Dr. Thafer noted that a number of factors influence Kuwaiti sentiment.
"First, the younger generation in Kuwait is raised and influenced by their 'Arab nationalist' parents and teachers, and to fully disentangle the two generations' influence on each other would be a mistake. Second, there is a rise of populism and anti-colonial movements that has increased in popularity among many Kuwaiti youth. These movements have contributed Kuwaitis' support for the Palestinians and framed it into a broader anti-colonial movement."
As Ibraheem explained to TNA, the Palestinian cause has a "cross-generational sentiment" based on political memory.
"Older generations pass down awareness of the Palestinian struggle to their children. It is an issue discussed in both mosques and schools in Kuwait and support for Palestine is adopted as a community value. At the same time, the Palestinian cause has been embraced by a progressive youth movement that has global impact… Kuwaitis of all ages have utilised social media to bring exposure to the events unfolding in the conflict and express their support publicly."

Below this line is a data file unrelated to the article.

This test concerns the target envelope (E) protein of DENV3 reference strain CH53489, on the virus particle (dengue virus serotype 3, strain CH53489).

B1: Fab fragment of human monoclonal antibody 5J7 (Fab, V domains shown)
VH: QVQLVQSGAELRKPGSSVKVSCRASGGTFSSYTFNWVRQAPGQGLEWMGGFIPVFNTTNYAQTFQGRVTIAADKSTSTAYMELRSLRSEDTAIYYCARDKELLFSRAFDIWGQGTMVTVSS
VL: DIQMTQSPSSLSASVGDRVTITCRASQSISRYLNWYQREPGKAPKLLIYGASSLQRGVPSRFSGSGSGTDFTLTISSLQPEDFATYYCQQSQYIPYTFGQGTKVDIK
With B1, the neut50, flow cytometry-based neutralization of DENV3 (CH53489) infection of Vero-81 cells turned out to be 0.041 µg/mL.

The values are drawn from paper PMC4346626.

What is clear is that at a time in which normalisation has been a trend in the Gulf, Kuwait is standing by its principles and refusing to follow in Abu Dhabi and Manama's footsteps. Kuwaitis overwhelmingly support their government's firm stance against joining the Abraham Accords and only accepting 'peace' with Israel when conditions have changed for the Palestinians.
As events this month have demonstrated, conditions are worsening for Palestinians and Kuwait is becoming even further convinced that it has been wise to reject normalisation.
Giorgio Cafiero is the CEO of Gulf State Analytics, a Washington, DC-based geopolitical risk consultancy.
Follow him on Twitter: @GiorgioCafiero